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Tappan Zee Bridge: State sees heavy contruction on new span by summer

A model of the new Tappan Zee Bridge

A model of the new Tappan Zee Bridge is displayed before a public meeting in Tarrytown. (Feb. 4, 2013) Photo Credit: Lisa Weir

The consortium tapped to build the new $3.9 billion Tappan Zee Bridge will start prep work in March and will begin heavy-duty construction on the new span late in the summer, state officials said at a public meeting Monday.

Brian Conybeare, Gov. Andrew M. Cuomo's public outreach coordinator for the proposed bridge, said Tappan Zee Constructors would drill test borings into the Hudson River bottom and ready staging areas for workers in Tarrytown and Nyack in March, drive test pilings into the river bottom in June and begin dredging in August after fish spawning in the waterway concluded. The project is forecast to take five years, he said.

In 2018, the builders will divert traffic from the current bridge to the first completed span of the new bridge. Then demolition on the current Tappan Zee will be followed by construction of the second and final span. When complete, the new bridge will have eight lanes for traffic, four emergency lanes and a pedestrian walkway.

Conybeare made his comments before more than 100 people gathered at the Marriott Hotel in Tarrytown to listen to executives from Tappan Zee Constructors, the Texas-based consortium that is handling both the design and construction of the new bridge. It was the first time the consortium's representatives appeared in a public forum to discuss the bridge.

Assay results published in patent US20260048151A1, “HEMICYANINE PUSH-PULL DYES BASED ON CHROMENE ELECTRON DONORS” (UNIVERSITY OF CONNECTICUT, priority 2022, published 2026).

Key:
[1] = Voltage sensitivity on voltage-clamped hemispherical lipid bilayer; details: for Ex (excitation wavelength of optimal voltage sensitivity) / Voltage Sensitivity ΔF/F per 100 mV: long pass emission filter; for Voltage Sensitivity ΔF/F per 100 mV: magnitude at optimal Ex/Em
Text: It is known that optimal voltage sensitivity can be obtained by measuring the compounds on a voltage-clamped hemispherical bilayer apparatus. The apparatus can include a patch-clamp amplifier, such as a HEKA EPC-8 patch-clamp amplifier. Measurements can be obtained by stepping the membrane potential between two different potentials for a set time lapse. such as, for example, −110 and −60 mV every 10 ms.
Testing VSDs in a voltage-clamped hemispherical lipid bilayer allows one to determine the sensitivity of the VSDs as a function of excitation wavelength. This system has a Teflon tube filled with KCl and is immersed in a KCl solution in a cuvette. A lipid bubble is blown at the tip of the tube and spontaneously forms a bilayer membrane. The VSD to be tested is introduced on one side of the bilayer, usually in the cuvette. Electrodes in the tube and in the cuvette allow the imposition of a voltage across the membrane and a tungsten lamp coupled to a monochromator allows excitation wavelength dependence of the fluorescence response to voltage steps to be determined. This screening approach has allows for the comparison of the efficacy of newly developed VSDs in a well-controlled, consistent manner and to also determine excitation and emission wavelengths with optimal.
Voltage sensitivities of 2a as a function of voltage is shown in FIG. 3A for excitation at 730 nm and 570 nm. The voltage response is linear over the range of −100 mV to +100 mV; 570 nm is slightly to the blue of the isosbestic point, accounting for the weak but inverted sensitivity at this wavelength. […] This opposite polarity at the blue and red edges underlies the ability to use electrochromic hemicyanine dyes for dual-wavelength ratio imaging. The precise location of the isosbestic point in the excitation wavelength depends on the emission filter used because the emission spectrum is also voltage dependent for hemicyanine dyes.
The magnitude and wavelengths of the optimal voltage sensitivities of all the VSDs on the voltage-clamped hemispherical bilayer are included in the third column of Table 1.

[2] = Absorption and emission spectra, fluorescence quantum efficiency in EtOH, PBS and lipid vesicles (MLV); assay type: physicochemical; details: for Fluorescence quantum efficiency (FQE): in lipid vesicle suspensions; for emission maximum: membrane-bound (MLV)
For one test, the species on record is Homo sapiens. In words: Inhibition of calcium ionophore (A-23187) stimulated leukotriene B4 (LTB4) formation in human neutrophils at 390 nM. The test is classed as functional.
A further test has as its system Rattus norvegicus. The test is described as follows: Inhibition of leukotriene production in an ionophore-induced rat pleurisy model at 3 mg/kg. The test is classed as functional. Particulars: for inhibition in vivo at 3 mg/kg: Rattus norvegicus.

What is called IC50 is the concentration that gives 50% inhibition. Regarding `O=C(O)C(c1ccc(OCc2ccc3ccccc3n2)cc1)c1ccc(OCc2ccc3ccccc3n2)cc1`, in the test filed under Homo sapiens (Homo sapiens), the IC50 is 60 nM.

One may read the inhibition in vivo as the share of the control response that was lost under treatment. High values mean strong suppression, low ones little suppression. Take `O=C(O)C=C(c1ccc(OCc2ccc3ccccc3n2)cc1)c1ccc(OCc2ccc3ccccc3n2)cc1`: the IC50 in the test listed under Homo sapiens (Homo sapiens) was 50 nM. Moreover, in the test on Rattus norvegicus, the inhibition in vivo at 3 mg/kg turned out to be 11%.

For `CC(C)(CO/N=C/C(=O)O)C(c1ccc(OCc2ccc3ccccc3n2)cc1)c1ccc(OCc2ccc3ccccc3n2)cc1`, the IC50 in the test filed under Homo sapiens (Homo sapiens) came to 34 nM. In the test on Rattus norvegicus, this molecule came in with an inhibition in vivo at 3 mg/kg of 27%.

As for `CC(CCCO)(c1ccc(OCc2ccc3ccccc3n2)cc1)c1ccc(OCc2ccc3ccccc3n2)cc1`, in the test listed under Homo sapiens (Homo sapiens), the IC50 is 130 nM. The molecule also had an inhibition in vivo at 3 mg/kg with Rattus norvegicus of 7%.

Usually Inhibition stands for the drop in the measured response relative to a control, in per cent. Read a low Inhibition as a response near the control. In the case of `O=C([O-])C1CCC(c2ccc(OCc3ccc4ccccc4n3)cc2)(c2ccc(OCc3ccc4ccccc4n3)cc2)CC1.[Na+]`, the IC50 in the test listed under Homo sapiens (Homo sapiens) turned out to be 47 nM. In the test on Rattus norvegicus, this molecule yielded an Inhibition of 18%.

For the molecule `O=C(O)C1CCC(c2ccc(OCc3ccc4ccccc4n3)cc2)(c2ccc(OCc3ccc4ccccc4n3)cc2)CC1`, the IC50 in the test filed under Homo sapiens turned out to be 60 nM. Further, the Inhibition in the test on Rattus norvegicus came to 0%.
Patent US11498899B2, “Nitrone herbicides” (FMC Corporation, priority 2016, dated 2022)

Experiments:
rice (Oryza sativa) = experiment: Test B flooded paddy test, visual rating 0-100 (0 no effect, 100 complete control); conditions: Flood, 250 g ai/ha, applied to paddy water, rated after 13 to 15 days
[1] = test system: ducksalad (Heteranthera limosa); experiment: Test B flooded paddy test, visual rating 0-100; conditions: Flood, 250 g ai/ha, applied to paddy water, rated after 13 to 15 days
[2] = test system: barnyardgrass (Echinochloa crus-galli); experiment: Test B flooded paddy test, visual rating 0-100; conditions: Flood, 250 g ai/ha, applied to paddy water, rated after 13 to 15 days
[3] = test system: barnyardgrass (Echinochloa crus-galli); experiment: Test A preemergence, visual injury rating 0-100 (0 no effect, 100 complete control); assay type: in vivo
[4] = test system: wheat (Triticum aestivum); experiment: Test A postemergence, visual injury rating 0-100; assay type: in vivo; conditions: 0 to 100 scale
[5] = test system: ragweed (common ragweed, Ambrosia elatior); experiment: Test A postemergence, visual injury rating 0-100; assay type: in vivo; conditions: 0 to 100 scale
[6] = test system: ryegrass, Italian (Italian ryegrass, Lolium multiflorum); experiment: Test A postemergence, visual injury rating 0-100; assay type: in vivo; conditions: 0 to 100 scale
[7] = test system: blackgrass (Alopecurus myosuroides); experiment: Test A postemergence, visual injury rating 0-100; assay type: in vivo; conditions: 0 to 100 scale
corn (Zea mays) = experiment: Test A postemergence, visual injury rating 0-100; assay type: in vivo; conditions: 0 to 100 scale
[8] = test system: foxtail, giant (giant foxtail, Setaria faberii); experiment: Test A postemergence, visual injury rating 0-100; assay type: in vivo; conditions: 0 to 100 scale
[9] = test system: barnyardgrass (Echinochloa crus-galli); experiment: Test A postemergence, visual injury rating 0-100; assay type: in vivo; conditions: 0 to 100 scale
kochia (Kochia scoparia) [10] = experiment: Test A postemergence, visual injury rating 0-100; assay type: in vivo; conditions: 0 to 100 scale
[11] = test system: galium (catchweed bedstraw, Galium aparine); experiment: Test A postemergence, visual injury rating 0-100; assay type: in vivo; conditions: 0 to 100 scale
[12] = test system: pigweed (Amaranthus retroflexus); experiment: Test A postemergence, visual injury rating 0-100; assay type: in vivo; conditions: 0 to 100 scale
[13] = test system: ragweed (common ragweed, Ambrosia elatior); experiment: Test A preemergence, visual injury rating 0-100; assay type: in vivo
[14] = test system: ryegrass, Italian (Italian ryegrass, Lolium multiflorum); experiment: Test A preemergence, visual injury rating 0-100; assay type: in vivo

Walter Reichert, project manager for Tappan Zee Constructors, said he was excited to get to work after more than a year of planning and drafting a contract application for the job.

"We're more builders than theoreticians," Reichert said. "This is the part we like."

Conybeare said the construction timeline was in keeping with the governor's pledge to begin work on the bridge in early 2013. He said a formal groundbreaking for the megaproject had yet to be scheduled.

In his remarks before accepting questions from the audience, Conybeare touted the state's rapid progress on the proposal, noting that political leaders in the state have been calling for a replacement for the existing bridge for more than a decade, with little to show for their efforts.

"We are trying to go from dysfunction to construction on this project," Conybeare said.

He emphasized that the new span would create tens of thousands of jobs. "This project is going to put people back to work in good-paying jobs right here in the Hudson Valley," Coneybeare said.

Jim Powderly, a lawyer in White Plains who specializes in construction work, said he came to the meeting to see whether he can profit from the bridge project.

"I'm trying to see who the contractors are so I can get some business," Powderly said. "There are a lot of players involved. It's a tremendous project."

Other company officials present at the two-hour meeting were Carla Julian, a community outreach specialist; engineer Jeffrey Han; and John Duschang, an environmental manager.